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Interest in ancient books could restore Timbuktu

By Karin Brulliard
Washington Post Foreign Service
Tuesday, January 5, 2010; A07

TIMBUKTU, MALI -- From a dented metal trunk, Abdoul Wahim Abdarahim Tahar pulled out something sure to make a preservationist's heart race -- or break: a leather-bound book written by hand in the 14th century, containing key verses of the prophet Muhammad, and crumbling at the edge of each yellowed page.

"Every time I touch it, it falls apart," he said, paging through the book. "Little by little."

But Tahar saw promise in the brittle volume -- for himself, his family and this legendary but now tumbledown town. He is not the only one. A sort of ancient-book fever has gripped Timbuktu in recent years, and residents hope to lure the world to a place known as the end of the Earth by establishing libraries for visitors to see their centuries-old collections of manuscripts.

In a West African town where nomads and traders eke out livings, a revival of world attention to hundreds of thousands of privately held manuscripts -- which survived fire, rain, sand and termites -- represents an economic opportunity. But researchers and residents say the restoration of the books, most written in Arabic on fragile paper or lambskin, is also vital to showcasing Timbuktu's -- and, by extension, sub-Saharan Africa's -- more glorious past as a vibrant hub of scholarship.

"Many think black people don't have history -- that it's all oral," said Bouya Haidara, 52, chief librarian at the Ahmed Baba Institute, a public library that is preparing to move into a new building sponsored by the South African government. "It's important the world knows black Africans have a written history."

The effort has been slow going. Travel warnings about Islamist insurgents in the area have deterred tourists. And most of the books remain in private hands and will probably stay that way: Many owners refuse to part with their books on the instructions of ancestors, but they struggle to raise funds to restore or display them.

2,700 manuscripts

Tahar's family, for example, has about 2,700 manuscripts passed down from his grandfather, a calligrapher. For now, they are stuffed inside trunks alongside pots and pans in his sandy house, and in one bookcase at what he calls his library -- a couple of nearly empty rooms not far away, where he spends time cataloguing the works.

It also houses a dusty computer on which Tahar pulled up a spreadsheet outlining the library's needs, including a toilet and an exhibit room. Tahar said a Moroccan patron who saw him and his collection on a television program donated about $8,000, but help has otherwise been fleeting.

Other private libraries have been more fortunate as donors, including Libya and the Ford and Andrew W. Mellon foundations, have given millions of dollars to save the books. At the Mamma Haidara Library, which received financial help, women vacuum manuscripts in a restoration lab and a trio of men build acid-free storage boxes. "The manuscript is considered like a little baby," said director Mohamed M. Moure.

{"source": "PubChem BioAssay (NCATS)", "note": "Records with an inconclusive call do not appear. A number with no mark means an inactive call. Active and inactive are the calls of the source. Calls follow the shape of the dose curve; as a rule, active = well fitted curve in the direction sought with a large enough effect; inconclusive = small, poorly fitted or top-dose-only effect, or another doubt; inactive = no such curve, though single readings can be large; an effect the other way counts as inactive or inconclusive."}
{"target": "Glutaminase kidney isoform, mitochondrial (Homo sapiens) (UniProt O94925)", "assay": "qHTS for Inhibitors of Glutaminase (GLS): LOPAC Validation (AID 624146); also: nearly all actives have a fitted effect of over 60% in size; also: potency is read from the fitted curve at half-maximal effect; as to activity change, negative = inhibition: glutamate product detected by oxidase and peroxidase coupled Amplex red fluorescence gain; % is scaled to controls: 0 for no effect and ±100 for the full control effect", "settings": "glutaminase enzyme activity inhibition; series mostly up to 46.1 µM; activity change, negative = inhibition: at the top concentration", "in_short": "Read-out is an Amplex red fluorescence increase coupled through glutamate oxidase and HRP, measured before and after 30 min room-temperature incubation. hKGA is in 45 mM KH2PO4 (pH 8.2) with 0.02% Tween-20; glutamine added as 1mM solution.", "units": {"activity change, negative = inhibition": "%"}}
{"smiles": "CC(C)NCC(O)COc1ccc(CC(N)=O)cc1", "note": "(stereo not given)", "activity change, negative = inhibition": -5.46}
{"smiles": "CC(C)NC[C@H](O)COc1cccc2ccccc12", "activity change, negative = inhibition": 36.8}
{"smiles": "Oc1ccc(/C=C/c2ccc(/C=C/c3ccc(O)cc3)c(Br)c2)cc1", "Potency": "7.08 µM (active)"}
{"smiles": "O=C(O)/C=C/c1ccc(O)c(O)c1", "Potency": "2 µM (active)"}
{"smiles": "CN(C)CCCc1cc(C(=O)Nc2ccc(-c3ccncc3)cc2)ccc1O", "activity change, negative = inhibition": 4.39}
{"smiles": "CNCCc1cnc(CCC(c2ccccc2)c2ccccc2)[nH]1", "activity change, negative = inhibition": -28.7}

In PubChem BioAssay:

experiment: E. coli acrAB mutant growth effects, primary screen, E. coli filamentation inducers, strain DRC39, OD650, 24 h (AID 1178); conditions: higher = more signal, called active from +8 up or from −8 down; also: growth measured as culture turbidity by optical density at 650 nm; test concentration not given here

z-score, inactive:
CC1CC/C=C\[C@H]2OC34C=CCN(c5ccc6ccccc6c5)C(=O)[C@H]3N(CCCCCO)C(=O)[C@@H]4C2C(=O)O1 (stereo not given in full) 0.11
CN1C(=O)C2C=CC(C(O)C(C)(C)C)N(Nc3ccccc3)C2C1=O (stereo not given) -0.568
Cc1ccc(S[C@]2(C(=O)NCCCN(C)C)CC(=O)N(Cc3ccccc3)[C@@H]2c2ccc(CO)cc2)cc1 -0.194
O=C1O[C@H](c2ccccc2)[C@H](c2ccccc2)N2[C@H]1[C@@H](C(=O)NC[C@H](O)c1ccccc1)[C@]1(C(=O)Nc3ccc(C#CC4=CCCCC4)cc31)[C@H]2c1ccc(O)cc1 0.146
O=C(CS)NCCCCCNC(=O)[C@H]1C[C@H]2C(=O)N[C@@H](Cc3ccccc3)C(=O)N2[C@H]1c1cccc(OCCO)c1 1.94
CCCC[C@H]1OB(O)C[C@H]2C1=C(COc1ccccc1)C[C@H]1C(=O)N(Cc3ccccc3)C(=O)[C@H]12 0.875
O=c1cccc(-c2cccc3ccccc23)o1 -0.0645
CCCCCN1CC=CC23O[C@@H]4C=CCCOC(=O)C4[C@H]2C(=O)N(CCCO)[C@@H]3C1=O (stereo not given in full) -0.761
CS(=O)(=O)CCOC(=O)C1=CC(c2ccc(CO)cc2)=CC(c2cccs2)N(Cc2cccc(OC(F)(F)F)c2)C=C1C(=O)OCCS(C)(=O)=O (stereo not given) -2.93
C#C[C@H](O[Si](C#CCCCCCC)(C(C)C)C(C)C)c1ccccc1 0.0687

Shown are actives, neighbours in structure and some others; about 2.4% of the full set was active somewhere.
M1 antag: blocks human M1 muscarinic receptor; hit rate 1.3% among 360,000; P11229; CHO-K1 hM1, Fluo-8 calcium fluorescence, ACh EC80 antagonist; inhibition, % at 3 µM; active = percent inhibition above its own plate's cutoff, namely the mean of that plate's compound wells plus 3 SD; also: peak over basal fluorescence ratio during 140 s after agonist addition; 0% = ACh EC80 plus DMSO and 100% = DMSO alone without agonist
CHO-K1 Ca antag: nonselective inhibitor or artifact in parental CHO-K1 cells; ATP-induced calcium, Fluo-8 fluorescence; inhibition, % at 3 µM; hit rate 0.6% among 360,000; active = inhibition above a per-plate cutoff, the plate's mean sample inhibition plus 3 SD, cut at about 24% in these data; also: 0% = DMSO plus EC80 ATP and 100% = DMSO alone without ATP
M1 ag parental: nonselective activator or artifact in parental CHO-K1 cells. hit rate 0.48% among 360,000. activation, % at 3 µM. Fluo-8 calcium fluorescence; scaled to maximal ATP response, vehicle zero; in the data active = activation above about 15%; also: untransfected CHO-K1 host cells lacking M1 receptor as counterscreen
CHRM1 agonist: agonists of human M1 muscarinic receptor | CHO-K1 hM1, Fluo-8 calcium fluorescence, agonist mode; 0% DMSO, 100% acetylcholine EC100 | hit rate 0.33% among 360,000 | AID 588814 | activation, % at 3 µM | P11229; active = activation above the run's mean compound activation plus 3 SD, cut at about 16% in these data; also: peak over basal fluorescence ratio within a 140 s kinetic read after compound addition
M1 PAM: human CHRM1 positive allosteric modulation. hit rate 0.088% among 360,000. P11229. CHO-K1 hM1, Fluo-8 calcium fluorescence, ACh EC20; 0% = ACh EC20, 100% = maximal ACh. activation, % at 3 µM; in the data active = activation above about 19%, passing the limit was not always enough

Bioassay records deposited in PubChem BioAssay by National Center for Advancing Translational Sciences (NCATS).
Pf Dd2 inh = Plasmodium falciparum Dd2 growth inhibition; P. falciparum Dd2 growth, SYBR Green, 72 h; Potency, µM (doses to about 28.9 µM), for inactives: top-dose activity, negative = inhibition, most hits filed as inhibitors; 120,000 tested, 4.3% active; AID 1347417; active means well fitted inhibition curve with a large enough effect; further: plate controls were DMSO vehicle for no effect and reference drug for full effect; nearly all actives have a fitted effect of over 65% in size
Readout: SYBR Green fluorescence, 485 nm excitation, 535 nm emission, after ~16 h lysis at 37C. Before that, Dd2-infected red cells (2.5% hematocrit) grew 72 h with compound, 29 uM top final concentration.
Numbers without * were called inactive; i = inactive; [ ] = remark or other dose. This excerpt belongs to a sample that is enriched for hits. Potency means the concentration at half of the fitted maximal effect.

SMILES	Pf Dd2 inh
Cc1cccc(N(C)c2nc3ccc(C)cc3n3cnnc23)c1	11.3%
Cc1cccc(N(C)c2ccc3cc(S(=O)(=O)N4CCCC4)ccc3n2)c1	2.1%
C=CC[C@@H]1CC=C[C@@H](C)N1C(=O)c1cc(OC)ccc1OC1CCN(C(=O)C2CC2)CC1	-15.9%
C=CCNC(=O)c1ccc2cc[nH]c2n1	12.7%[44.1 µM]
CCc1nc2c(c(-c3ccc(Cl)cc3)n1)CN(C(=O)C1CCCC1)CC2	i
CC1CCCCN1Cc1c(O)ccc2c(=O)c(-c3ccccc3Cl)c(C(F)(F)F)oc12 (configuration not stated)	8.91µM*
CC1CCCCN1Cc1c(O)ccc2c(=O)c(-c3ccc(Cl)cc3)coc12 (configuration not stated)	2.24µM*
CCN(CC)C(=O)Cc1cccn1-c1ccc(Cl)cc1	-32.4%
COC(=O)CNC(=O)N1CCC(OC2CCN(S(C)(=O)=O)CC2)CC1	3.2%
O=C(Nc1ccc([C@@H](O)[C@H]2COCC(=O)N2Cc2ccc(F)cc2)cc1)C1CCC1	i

The library's 22,000 volumes have been in the family since the 16th century, Moure said. Still, he goes from village to village in search of new additions to a collection of ancient texts on medicine, history, astronomy, culture and religion.

"What I like most is the correspondence," Moure said, referring to antique letters. "They speak of walking to Bamako, or to Mecca . . . mysterious things."

A half-dozen centuries ago, people were also walking -- flocking, even -- to Timbuktu. Its spot in the desert between North and sub-Saharan Africa and on the edge of the Niger River made it a crucial trade junction. A university of 25,000 students bustled with scholarship. Bazaars overflowed with books that arrived on the backs of camels. Calligraphers sold copies for grams of gold.

Timbuktu's decline began in the late 16th century, when Moroccan raiders chased away scholars they viewed as threats. Trade shifted to West African ports. The books that serve as a testament to those earlier days were put away and neglected.

"Twenty years ago, people didn't even know about most of these manuscripts," said Alexio Motsi, a preservationist with the South African National Archives. "They were just stumbling across them."

Sense of urgency

Although the books began to resurface in the 1970s, when Mali created the Ahmed Baba Institute, efforts to preserve them have gained momentum in recent years. South Africa has been a key player. The nation's scholarly former president, Thabo Mbeki, viewed the manuscripts as a tool for addressing "an urgent need to rethink Africa . . . an urgent need for Africa to define herself," as he said in a 2008 speech.

Early this year, archivists and curators trained by South Africa will take up residence at the Ahmed Baba Institute's new building. The 30,000-volume collection -- complete with a 17th-century Koran written on the skin of a gazelle -- will move into its climate-controlled rooms.

There is space for 100,000 books. Haidara said he is trying to persuade families to ensure their books' protection by selling them to the library, but it is a difficult task.

"This is the family heritage. You don't give it away," he said. "We are trying to raise their awareness."

Tahar has no intention of selling. Recently, he said, an American visited and offered to buy some of the books for $18,000, which Tahar declined. He said he is determined to raise the money for a library on his own.

For now, he spends his days teaching Arabic and cataloguing the texts. Some of the margins contain notes -- pieces of wisdom written by readers in previous eras.

"It says here, 'Repeat 177 times,' " Tahar said, pointing to an instruction in the book of the prophet's verses. " 'Everything you ask from God will come to be.' "

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